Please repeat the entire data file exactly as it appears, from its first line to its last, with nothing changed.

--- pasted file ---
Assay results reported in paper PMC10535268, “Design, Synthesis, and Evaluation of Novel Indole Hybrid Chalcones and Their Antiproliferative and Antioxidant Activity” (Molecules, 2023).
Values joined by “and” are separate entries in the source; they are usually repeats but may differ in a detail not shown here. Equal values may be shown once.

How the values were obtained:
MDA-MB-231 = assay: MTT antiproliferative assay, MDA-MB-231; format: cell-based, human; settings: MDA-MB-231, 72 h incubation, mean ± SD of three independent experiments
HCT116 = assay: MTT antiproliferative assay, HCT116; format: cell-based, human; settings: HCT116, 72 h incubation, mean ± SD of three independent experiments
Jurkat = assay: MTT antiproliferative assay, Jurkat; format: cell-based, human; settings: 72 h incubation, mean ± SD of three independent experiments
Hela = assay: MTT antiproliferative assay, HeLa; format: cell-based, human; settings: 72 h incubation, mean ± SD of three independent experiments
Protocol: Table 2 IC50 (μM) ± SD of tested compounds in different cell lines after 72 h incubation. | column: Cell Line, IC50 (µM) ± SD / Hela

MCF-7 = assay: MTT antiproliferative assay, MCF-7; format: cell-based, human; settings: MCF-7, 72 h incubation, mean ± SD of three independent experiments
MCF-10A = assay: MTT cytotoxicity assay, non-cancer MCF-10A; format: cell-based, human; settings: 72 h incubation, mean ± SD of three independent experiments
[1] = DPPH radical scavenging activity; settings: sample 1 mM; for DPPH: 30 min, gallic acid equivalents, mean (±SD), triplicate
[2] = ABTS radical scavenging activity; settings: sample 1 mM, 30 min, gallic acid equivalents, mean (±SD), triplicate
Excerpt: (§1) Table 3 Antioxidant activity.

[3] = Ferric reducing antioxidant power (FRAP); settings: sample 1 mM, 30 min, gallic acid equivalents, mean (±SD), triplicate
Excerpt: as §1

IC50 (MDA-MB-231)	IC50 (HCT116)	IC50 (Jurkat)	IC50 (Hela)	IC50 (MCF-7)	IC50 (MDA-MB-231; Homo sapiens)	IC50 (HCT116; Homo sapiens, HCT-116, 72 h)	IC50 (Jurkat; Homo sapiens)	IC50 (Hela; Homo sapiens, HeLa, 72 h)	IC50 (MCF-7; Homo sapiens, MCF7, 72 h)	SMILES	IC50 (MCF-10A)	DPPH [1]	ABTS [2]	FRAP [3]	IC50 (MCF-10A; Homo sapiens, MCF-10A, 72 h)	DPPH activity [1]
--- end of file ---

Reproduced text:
Assay results reported in paper PMC10535268, “Design, Synthesis, and Evaluation of Novel Indole Hybrid Chalcones and Their Antiproliferative and Antioxidant Activity” (Molecules, 2023).
Values joined by “and” are separate entries in the source; they are usually repeats but may differ in a detail not shown here. Equal values may be shown once.

How the values were obtained:
MDA-MB-231 = assay: MTT antiproliferative assay, MDA-MB-231; format: cell-based, human; settings: MDA-MB-231, 72 h incubation, mean ± SD of three independent experiments
HCT116 = assay: MTT antiproliferative assay, HCT116; format: cell-based, human; settings: HCT116, 72 h incubation, mean ± SD of three independent experiments
Jurkat = assay: MTT antiproliferative assay, Jurkat; format: cell-based, human; settings: 72 h incubation, mean ± SD of three independent experiments
Hela = assay: MTT antiproliferative assay, HeLa; format: cell-based, human; settings: 72 h incubation, mean ± SD of three independent experiments
Protocol: Table 2 IC50 (μM) ± SD of tested compounds in different cell lines after 72 h incubation. | column: Cell Line, IC50 (µM) ± SD / Hela

MCF-7 = assay: MTT antiproliferative assay, MCF-7; format: cell-based, human; settings: MCF-7, 72 h incubation, mean ± SD of three independent experiments
MCF-10A = assay: MTT cytotoxicity assay, non-cancer MCF-10A; format: cell-based, human; settings: 72 h incubation, mean ± SD of three independent experiments
[1] = DPPH radical scavenging activity; settings: sample 1 mM; for DPPH: 30 min, gallic acid equivalents, mean (±SD), triplicate
[2] = ABTS radical scavenging activity; settings: sample 1 mM, 30 min, gallic acid equivalents, mean (±SD), triplicate
Excerpt: (§1) Table 3 Antioxidant activity.

[3] = Ferric reducing antioxidant power (FRAP); settings: sample 1 mM, 30 min, gallic acid equivalents, mean (±SD), triplicate
Excerpt: as §1

IC50 (MDA-MB-231)	IC50 (HCT116)	IC50 (Jurkat)	IC50 (Hela)	IC50 (MCF-7)	IC50 (MDA-MB-231; Homo sapiens)	IC50 (HCT116; Homo sapiens, HCT-116, 72 h)	IC50 (Jurkat; Homo sapiens)	IC50 (Hela; Homo sapiens, HeLa, 72 h)	IC50 (MCF-7; Homo sapiens, MCF7, 72 h)	SMILES	IC50 (MCF-10A)	DPPH [1]	ABTS [2]	FRAP [3]	IC50 (MCF-10A; Homo sapiens, MCF-10A, 72 h)	DPPH activity [1]